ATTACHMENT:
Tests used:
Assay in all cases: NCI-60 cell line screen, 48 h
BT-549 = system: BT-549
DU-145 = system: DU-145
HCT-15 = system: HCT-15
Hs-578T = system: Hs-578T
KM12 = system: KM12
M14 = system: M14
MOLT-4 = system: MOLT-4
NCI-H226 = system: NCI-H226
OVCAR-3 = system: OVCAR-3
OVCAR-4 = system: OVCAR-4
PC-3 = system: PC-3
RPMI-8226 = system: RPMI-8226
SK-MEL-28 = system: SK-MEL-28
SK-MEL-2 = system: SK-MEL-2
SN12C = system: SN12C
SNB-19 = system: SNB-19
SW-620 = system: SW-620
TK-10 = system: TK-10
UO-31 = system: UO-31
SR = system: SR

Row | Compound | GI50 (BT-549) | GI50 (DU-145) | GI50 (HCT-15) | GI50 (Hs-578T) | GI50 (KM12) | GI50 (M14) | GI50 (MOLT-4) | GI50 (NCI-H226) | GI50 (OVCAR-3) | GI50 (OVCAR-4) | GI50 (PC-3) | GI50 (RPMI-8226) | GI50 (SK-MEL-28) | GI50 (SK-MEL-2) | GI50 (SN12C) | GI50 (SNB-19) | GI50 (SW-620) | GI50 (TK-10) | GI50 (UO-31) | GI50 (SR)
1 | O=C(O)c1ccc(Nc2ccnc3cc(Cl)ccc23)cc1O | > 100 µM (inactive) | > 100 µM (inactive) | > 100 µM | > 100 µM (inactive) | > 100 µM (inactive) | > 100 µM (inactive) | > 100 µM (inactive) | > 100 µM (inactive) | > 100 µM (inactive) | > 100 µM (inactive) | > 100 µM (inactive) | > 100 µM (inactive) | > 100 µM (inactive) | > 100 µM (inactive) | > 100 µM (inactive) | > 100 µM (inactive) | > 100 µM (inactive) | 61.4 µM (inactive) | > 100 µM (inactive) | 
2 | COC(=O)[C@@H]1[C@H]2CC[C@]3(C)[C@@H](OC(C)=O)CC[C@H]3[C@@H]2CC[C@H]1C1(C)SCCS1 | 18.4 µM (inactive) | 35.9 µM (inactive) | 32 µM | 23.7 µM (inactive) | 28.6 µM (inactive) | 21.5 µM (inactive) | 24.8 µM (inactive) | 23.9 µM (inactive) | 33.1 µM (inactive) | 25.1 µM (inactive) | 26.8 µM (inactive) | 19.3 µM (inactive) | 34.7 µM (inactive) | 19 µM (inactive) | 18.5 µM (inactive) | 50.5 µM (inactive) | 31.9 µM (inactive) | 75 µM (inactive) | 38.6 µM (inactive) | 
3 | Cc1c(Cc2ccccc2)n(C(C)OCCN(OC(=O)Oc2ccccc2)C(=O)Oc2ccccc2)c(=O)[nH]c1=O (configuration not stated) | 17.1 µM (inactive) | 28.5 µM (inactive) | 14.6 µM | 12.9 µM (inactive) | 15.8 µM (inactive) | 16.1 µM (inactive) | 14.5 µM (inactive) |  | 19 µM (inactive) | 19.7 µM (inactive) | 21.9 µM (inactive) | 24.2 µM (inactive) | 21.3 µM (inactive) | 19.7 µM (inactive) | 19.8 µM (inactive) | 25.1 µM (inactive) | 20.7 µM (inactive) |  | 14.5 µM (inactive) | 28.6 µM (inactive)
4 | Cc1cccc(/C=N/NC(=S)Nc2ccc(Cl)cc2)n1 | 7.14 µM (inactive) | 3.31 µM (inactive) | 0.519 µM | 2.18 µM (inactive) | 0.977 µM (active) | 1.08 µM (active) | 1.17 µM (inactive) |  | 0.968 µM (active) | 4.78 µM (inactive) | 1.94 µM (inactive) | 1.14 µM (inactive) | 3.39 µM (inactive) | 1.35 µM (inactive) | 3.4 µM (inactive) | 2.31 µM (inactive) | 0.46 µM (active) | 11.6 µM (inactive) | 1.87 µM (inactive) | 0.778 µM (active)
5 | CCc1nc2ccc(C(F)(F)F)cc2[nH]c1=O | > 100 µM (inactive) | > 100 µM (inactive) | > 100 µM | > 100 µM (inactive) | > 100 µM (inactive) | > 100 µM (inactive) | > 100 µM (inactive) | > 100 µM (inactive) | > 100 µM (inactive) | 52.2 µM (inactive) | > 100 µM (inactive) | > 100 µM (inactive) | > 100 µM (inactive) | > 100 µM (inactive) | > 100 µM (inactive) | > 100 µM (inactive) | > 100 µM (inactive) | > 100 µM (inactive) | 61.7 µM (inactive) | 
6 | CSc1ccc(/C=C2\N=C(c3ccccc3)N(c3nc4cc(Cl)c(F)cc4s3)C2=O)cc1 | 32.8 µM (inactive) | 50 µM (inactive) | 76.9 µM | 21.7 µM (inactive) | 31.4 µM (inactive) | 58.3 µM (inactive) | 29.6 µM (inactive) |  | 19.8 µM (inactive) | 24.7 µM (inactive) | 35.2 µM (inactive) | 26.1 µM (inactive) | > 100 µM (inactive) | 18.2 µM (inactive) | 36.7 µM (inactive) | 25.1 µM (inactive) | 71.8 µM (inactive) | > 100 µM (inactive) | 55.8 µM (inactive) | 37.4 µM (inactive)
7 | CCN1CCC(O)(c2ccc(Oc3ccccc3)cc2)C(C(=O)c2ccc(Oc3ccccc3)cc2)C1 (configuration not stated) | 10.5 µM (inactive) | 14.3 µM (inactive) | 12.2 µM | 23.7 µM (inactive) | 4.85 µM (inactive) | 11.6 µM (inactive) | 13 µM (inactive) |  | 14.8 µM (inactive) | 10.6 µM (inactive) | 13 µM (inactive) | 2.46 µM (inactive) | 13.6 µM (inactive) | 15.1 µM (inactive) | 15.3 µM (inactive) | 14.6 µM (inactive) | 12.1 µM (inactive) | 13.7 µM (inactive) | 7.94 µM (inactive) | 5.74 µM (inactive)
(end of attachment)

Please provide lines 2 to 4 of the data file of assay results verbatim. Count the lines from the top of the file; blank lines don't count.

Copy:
Assay in all cases: NCI-60 cell line screen, 48 h
BT-549 = system: BT-549
DU-145 = system: DU-145